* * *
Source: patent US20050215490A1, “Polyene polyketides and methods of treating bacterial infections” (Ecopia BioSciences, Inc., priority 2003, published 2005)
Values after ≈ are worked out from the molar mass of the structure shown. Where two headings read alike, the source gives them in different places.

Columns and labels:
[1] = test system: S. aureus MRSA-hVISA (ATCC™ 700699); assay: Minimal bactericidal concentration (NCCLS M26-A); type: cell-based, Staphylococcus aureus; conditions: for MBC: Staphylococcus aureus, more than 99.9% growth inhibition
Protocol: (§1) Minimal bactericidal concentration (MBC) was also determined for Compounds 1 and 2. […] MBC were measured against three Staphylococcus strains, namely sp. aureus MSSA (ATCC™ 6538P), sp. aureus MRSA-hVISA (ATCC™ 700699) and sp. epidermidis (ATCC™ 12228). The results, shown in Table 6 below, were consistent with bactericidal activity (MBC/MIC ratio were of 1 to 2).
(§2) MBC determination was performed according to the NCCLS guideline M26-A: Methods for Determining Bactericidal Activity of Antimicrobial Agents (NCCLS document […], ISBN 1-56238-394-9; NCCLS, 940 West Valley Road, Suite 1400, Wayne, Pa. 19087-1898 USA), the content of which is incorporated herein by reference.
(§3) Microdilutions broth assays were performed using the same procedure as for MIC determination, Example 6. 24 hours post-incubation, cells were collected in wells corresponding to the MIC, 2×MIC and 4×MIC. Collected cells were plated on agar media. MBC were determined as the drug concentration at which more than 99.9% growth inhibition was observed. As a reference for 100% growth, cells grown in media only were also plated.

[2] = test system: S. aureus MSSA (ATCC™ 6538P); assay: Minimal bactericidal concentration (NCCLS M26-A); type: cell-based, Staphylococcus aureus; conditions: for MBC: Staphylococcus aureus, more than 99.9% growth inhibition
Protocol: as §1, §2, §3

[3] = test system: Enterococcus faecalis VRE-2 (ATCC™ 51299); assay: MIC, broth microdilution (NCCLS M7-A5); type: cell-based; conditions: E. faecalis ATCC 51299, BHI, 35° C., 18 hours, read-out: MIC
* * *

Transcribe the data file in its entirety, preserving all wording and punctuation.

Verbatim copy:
Source: patent US20050215490A1, “Polyene polyketides and methods of treating bacterial infections” (Ecopia BioSciences, Inc., priority 2003, published 2005)
Values after ≈ are worked out from the molar mass of the structure shown. Where two headings read alike, the source gives them in different places.

Columns and labels:
[1] = test system: S. aureus MRSA-hVISA (ATCC™ 700699); assay: Minimal bactericidal concentration (NCCLS M26-A); type: cell-based, Staphylococcus aureus; conditions: for MBC: Staphylococcus aureus, more than 99.9% growth inhibition
Protocol: (§1) Minimal bactericidal concentration (MBC) was also determined for Compounds 1 and 2. […] MBC were measured against three Staphylococcus strains, namely sp. aureus MSSA (ATCC™ 6538P), sp. aureus MRSA-hVISA (ATCC™ 700699) and sp. epidermidis (ATCC™ 12228). The results, shown in Table 6 below, were consistent with bactericidal activity (MBC/MIC ratio were of 1 to 2).
(§2) MBC determination was performed according to the NCCLS guideline M26-A: Methods for Determining Bactericidal Activity of Antimicrobial Agents (NCCLS document […], ISBN 1-56238-394-9; NCCLS, 940 West Valley Road, Suite 1400, Wayne, Pa. 19087-1898 USA), the content of which is incorporated herein by reference.
(§3) Microdilutions broth assays were performed using the same procedure as for MIC determination, Example 6. 24 hours post-incubation, cells were collected in wells corresponding to the MIC, 2×MIC and 4×MIC. Collected cells were plated on agar media. MBC were determined as the drug concentration at which more than 99.9% growth inhibition was observed. As a reference for 100% growth, cells grown in media only were also plated.

[2] = test system: S. aureus MSSA (ATCC™ 6538P); assay: Minimal bactericidal concentration (NCCLS M26-A); type: cell-based, Staphylococcus aureus; conditions: for MBC: Staphylococcus aureus, more than 99.9% growth inhibition
Protocol: as §1, §2, §3

[3] = test system: Enterococcus faecalis VRE-2 (ATCC™ 51299); assay: MIC, broth microdilution (NCCLS M7-A5); type: cell-based; conditions: E. faecalis ATCC 51299, BHI, 35° C., 18 hours, read-out: MIC